On 1/29/20, in the #EduDuctTape Twitter Chat, 6th grade teacher Matt Meyer shared an idea that kind of blew my mind.
This is something that I like to refer to as the adjacent possible – by exposing myself to something new (adjacent) it opened up 3 new ideas (possible) for me. Let’s explore them below.
Continue reading HyperPadlets & Padlet Timelines
If you could be a fly on the wall of an average classroom, it’d be pretty likely that you’d hear something like “Don’t forget to study your vocab words tonight!” or “Remember to review your flashcards tonight!”
While there’s been a move away from the rote learning of yesteryear, most educators agree that having a firm grasp of content area vocabulary is still an important piece to the learning process. I think that there are two important goals for learning vocabulary in content areas: (1) retention of the words (sticky learning) and (2) application of the words.
In Episode 34 of the Educational Duct Tape Podcast, I spoke with Dr. Jared Cooney Horvath, author of Stop Talking, Start Influencing, about both of these goals.
A week after that episode came out, I was joined by dozens of “Duct Tapers” in the #EduDuctTape Twitter Chat to discuss the podcast episode, including these two goals.
Below are some strategies that you can use in your classrooms to increase your students’ ability retain and apply their vocabulary learning. Some come from the chat and others come from the episode. Continue reading Strategies for “Sticky” Vocab Learning!
In the 3rd mini episode, I sit down to talk to . . . ugh . . . disaster. A minor technology disaster strikes the Educational Duct Tape podcast studios and I take to the microphone to vent about it and reflect on it.
In the 10th episode of Season 2, I talk with Dr. Sheldon Eakins of the Leading Equity Center & Leading Equity Podcast. Together, Sheldon and I discuss techquity, bringing culture, community and disruptive discourse into the classroom. Tech tools covered include Skype-a-Scientist, Flipgrid, Synth, Voicethread, BackChannelChat.com, Yo! Teach, Google Classroom, Padlet, Schoology, and Parlay.
Mike Mohammad joined me in episode 28 of the Educational Duct Tape Podcast to discuss 2 questions that an educator might have. One of the topics that we discussed was learner profiles. Mike posed the question, “How can students create a profile of themselves as a learner to share with an audience beyond the classroom?”
While Mike and I did not discuss the it during the show, I want to quickly compare and contrast the terms learner profile and digital portfolio. While there are similarities (both are typically curated by the student, both showcase the students work in school and both are often done digitally) there are also some differences (typically, digital portfolios are a showcase of academic work and growth while learner profiles also often focus on the students’ capabilities, characteristics and aptitudes as a learner).
Regardless of which end result you’re looking to cultivate in your school (learner profile, digital portfolio or a blend of both), there are plenty of tools that you can leverage.
A week after the episode in which Mike and I discusssed this aired, I hosted a Twitter chat about the questions from our talk.
Here are some of the participants’ responses to the question about learner profiles:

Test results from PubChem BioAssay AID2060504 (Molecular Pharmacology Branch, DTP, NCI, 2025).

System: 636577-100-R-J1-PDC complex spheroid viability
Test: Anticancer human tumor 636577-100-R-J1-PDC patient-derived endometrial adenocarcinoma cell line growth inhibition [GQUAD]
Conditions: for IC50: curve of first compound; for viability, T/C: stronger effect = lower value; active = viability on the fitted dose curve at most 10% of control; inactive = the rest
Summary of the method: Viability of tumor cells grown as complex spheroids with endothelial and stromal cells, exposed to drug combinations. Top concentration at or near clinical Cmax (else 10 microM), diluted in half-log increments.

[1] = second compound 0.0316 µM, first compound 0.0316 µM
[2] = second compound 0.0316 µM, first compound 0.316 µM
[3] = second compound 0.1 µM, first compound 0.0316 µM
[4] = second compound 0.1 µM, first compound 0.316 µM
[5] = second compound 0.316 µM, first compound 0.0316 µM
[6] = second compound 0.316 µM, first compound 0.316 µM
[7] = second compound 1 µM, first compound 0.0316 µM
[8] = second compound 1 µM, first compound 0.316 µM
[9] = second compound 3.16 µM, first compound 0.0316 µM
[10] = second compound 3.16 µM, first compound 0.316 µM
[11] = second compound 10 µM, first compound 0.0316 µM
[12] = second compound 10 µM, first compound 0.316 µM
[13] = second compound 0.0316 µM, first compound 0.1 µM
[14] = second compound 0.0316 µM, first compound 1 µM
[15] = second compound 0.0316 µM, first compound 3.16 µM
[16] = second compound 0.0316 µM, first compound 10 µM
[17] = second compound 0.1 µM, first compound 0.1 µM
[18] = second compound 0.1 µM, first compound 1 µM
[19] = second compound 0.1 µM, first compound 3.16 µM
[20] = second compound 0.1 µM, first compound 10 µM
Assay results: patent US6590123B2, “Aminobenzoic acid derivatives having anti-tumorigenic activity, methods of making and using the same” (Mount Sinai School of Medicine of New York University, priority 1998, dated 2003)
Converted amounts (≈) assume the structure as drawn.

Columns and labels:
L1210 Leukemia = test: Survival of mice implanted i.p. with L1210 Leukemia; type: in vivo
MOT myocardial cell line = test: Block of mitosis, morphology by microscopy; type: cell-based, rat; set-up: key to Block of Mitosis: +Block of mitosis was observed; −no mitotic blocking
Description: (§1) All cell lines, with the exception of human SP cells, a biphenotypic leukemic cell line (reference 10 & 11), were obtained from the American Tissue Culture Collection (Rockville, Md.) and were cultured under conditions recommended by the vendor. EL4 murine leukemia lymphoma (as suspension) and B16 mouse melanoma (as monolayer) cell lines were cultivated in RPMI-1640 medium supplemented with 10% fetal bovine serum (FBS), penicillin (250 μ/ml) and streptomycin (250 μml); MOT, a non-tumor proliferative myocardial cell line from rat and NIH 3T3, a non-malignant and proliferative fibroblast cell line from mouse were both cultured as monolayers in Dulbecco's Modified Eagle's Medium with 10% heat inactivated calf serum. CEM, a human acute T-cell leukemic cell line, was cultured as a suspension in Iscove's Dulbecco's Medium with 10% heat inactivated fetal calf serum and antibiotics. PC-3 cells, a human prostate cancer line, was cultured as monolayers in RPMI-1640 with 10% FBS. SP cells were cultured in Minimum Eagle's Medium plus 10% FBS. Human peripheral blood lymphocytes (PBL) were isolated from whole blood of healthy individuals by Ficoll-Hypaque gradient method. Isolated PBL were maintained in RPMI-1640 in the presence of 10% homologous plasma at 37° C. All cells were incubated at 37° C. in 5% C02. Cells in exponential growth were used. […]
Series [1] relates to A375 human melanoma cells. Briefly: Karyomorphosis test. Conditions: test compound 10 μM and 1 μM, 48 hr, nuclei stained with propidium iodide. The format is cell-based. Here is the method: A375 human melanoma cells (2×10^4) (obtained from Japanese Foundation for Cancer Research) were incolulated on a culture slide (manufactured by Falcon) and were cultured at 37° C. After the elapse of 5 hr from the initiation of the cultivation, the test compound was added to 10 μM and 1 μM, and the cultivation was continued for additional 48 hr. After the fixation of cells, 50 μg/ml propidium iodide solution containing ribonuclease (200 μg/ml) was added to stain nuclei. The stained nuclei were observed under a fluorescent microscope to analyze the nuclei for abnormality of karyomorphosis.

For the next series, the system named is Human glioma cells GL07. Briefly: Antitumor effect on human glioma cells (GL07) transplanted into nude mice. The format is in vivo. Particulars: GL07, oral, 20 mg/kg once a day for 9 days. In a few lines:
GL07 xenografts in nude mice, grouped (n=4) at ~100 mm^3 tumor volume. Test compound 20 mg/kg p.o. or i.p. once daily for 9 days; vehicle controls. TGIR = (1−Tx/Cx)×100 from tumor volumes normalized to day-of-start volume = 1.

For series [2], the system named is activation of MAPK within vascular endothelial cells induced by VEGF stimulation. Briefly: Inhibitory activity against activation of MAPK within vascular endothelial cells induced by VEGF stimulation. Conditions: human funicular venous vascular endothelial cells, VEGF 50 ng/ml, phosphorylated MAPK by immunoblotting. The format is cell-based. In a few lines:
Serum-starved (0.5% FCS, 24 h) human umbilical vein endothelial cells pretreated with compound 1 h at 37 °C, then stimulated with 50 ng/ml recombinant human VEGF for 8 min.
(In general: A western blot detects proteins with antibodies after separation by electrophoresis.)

Continue reading 8+ Tools for Developing Learner Profiles
In the 9th episode of Season 2, I talk with Sethi De Clercq of eduflip.net about effectively sharing new technology information with teachers, using video in the classroom and tools for students to create video with. We talk about EdPuzzle, screencasting tools (Nimbus & Loom), Flipgrid, Explain Everything, Backchannel Chats and more!
In episode 28 of the Educational Duct Tape Podcast, Mike Mohammad joined me for a chit-chat. One of the topics that we discussed was student voice. I posed the question, “How can educators provide opportunities for student voice?”
Mike promptly made the distinction between student voice and student choice. While both are powerful things to leverage in the classroom, they are very different (though we often lump them together, as Mike pointed out).
I think that educators’ definitions for the term student voice are inconsistent – some seem to believe that it simply means
– hearing each student’s answer or thinking
– while others believe that it means empowering the students to have a voice in some (or all!) aspects of their education.
Mike made it clear in his response that he subscribes to the 2nd “definition” of student voice. His response fits with the description that Edutopia uses: student voice involves letting “students’ input and expertise … help shape their classroom, their school, and ultimately their own learning and growth.”
I definitely believe that that is the type of student voice that we want to strive for. In a recent #EduDuctTape chat, educators shared their favorite tool for empowering student voice. It’s important to note that simply using the tool doesn’t provide opportunity for or empowerment of student voice. It’s all about how you use it.
Here are some of their responses:
Continue reading 15+ Tools for Student Voice
In episode 27 of the Educational Duct Tape Podcast, I had the opportunity to chat with Marcia Kish. In the Soapbox Moment, I shared about the “Verbs > Nouns” perspective of looking at educational technology integration.edu
A week after the episode went live, I was joined on Twitter by dozens of “Duct Tapers” who were eager to talk about the content from this episode! Below are some of the best tweets from the chat, curated by me and some of the #EduDuctTape “Mighty Ducts” volunteers.
Below, you’ll find those selected responses in this order Q2, Q3, Q4, Q5 and then Q1. Since Q1 was silly & fun, I’ve chosen to end with that one. Check it all out below!
Continue reading #EduDuctTape Twitter Chat 9.25.19